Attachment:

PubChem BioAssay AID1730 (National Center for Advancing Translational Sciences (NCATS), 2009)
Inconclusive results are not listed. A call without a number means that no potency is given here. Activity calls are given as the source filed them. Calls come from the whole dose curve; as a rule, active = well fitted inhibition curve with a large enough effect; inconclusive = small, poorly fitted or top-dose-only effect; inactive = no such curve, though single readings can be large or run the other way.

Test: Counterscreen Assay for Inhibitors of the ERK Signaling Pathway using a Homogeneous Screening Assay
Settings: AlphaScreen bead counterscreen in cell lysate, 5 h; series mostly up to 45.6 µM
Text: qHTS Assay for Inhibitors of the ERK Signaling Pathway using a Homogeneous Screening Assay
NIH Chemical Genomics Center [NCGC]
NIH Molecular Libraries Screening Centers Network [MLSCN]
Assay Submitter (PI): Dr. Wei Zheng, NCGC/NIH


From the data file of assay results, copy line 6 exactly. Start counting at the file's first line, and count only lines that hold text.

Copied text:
NIH Chemical Genomics Center [NCGC]